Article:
Under the Lisbon Treaty, Ashton became the official figurehead for EU foreign policy. But she has found it hard to assert her role as big EU countries take the lead on major developments such as Libya and amid grumbling that she is not cut out for the job.
Sikorski in deference to Ashton on Friday declined to say if Poland would back the Palestinians if they apply for UN membership in September. “We [EU foreign ministers] have agreed to withhold our national positions to help Cathy Ashton reach a consensus. There is a need for the EU to speak on this with one voice,” he said.
He also defended her against criticism that she is not active enough.
“She has an impossible portfolio. She has taken over the portfolios of two previous commissioners. She’s trying to co-ordinate the positions of 27 countries on difficult issues such as the Middle East and she is trying to create her own ministry from scratch. On any given day, she should be in five places at once.”
His deputised tasks are to include a trip in Ashton’s name to Afghanistan and India. He will also help her put together EU aid for post-war governance in Libya and new ways of funding NGOs in repressive countries.
Minor tension has already emerged on the Middle East, however.
An EU diplomatic source said Ashton asked Poland not to call an informal EU foreign ministers’ meeting in September in case ministers go off message on the Palestine question at a sensitive moment. But Poland called the meeting anyway, to take place one week before the UN event.
Meanwhile, Ashton’s cautious approach to media could see the more flamboyant Polish minister put her in the shade over the next six months.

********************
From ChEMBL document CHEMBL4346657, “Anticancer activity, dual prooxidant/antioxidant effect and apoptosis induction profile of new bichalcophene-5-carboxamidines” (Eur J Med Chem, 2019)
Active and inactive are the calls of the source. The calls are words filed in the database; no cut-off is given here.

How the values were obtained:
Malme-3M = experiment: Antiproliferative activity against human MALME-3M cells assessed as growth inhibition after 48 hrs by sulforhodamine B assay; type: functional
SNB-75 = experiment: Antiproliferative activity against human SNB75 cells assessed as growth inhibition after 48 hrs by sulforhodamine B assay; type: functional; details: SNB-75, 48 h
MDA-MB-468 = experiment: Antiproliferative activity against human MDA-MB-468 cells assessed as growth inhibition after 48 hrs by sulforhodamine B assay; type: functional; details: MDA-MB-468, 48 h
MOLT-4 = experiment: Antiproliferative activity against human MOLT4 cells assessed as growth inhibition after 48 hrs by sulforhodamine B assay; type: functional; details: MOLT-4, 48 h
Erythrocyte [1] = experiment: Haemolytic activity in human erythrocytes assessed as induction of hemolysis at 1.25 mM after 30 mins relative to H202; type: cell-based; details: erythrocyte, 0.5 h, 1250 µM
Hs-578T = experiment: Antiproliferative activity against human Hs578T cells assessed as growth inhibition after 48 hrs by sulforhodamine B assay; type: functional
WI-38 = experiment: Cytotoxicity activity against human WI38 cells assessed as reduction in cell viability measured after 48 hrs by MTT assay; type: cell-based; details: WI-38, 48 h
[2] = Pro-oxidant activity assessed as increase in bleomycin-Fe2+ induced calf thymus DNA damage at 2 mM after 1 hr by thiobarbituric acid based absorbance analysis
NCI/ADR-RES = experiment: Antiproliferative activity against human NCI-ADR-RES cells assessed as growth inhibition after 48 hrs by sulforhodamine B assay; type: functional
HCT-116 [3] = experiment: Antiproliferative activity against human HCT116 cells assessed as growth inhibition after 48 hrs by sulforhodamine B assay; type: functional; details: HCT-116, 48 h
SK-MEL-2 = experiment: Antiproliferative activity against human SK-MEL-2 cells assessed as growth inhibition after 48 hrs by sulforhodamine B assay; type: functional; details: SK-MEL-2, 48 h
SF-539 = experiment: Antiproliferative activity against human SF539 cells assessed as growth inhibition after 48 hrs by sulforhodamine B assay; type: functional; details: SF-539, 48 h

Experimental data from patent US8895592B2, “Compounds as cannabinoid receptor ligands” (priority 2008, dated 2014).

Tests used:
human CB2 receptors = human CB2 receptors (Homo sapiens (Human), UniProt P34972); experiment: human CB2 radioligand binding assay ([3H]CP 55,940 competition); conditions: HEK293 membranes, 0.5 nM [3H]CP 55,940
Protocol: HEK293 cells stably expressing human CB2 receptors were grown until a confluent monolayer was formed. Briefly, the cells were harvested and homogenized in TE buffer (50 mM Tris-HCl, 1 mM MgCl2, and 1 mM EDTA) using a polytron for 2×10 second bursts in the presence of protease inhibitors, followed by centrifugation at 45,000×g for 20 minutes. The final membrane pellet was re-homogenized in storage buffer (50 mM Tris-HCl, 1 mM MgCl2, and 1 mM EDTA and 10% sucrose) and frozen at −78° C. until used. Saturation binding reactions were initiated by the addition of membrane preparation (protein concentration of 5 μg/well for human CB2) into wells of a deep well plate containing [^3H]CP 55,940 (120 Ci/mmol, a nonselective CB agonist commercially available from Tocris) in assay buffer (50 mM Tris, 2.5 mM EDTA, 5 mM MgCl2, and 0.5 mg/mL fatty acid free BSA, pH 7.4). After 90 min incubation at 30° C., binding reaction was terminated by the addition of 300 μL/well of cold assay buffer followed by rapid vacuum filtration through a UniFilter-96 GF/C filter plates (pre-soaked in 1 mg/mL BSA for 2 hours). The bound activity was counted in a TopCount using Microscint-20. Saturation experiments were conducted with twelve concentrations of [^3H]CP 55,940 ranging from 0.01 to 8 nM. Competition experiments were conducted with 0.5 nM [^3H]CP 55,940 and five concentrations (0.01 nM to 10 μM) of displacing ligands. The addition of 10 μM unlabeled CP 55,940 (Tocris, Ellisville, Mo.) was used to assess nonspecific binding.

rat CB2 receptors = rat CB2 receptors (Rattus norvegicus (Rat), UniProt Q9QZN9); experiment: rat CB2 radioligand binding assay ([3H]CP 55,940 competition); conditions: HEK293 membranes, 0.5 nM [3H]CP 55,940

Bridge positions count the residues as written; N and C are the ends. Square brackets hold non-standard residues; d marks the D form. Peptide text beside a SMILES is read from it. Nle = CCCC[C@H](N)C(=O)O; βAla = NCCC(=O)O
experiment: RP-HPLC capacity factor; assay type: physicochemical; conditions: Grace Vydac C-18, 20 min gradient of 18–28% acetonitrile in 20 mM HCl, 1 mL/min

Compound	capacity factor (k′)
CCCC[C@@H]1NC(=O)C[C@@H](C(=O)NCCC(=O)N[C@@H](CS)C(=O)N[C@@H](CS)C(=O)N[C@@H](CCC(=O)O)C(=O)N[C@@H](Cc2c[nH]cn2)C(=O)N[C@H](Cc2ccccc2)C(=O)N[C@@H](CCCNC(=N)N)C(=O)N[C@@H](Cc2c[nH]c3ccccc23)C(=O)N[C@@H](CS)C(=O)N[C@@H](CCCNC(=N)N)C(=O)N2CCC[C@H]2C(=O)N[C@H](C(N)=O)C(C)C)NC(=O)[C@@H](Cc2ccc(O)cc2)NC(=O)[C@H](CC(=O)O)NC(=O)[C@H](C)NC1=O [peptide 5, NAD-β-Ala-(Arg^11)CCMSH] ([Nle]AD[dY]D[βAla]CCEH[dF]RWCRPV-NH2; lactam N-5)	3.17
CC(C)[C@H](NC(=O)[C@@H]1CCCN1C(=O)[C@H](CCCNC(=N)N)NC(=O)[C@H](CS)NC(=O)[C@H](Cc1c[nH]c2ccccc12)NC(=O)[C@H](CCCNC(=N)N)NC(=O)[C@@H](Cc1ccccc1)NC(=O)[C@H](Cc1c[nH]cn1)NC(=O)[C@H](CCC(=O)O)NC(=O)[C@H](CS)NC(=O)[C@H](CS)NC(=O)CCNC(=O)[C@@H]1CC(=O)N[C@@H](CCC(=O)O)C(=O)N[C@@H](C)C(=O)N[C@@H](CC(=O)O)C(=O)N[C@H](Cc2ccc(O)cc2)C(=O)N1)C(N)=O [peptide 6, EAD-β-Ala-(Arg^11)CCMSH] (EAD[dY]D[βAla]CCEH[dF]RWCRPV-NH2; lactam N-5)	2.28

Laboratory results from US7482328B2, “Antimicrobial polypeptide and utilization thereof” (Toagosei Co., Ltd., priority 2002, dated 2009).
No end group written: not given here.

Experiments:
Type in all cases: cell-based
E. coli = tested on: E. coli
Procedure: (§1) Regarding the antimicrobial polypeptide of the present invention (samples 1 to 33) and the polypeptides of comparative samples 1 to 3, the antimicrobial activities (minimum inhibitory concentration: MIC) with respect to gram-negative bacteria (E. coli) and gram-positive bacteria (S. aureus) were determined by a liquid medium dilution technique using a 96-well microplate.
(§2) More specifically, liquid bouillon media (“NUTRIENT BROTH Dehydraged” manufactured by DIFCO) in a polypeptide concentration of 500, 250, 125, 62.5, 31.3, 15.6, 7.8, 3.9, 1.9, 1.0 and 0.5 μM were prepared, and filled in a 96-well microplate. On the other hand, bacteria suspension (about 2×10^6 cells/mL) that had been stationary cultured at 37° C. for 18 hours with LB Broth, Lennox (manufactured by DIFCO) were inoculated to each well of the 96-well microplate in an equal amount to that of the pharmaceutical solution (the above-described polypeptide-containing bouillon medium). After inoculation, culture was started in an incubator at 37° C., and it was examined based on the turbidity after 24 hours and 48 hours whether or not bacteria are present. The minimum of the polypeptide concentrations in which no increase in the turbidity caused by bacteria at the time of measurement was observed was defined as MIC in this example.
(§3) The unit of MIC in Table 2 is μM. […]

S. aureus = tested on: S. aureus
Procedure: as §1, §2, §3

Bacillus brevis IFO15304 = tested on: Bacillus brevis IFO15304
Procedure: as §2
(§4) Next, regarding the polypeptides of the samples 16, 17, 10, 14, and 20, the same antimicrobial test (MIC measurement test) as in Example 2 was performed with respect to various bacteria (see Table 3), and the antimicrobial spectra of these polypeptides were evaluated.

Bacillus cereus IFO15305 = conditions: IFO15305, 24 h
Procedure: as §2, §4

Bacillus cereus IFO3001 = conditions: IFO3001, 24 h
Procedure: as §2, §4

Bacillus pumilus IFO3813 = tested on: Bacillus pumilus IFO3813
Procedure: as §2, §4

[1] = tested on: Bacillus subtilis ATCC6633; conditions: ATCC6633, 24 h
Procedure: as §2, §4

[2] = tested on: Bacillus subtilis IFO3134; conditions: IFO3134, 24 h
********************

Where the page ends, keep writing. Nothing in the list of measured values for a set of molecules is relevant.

Reacting to press questions about Libya and Belarus on Friday, Sikorski could not resist making risque jokes.
On whether Colonel Gaddafi should step down, Sikorski said: “If he were to ask for transit over Polish territory to seek asylum in Belarus, we would be helpful … I think he [Belarus leader Alexander Lukashenko] and Gaddafi would get on like a house on fire.”
With Ashton’s attention on the Middle East, Poland is also likely to play a leading role on EU relations with post-Soviet countries.
Ukraine’s EU ambassador recently complained that he has been asking Ashton to come to Kiev for the past year to no avail. When asked by EUobserver about prospects for ending the frozen conflict in EU-aspirant Moldova, a diplomat in Ashton’s service said: “Frankly, we don’t care.”
For his part, Sikorski on Friday noted that the Polish presidency is looking to clinch an EU association pact with Ukraine and to make progress on a similar deal with Molodva as two top priorities.
He also made clear that Poland wants to make a historic mark on EU affairs during its six-month tenure.
Looking to plans to sign an accession treaty with Croatia in autumn, the minister said: “The options [for a venue for the treaty ceremony] are Brussels, Warsaw and Zagreb. We like Croatia but we wouldn’t mind the accession treaty for Croatia being known as the Warsaw Treaty.”
AND WHAT ABOUT POLAND HEADING THE EU AT A TIME THERE IS A NEED TO DEFEND THE EU FROM THE EURO CRISIS AND POLAND IS NOT A MEMBER OF THE EUROZONE? HOW WILL THIS WORK OUT IN WHAT IS SUPPOSED TO BE A UNION BETWEEN EUROZONE STATES AND THOSE THAT HVE NOT OPTED YET FOR THE EURO?
The Organisation of the Islamic Conference (OIC) says it has a membership of 57 States on four continents with a total population of 1.3 billion people. Having seen its map we realize it has also at least three “blocked States” – India, Thailand, and The Philippines though it has the Moro National Liberation Front as an observer State, a withdrawn State – Zimbabwe, and at least one non-State – Israel that was replaced by Palestine as a member State. Cote d’Ivoire was the last member to enter – it joined in 2001. Russia became an Observer in 2005.
Afghanistan was suspended during the years of Soviet occupation 1980 – March 1989 and Egypt, the fifth largest Islamic population, was suspended May 1979 – March 1984 when it tried for peace in the Middle East.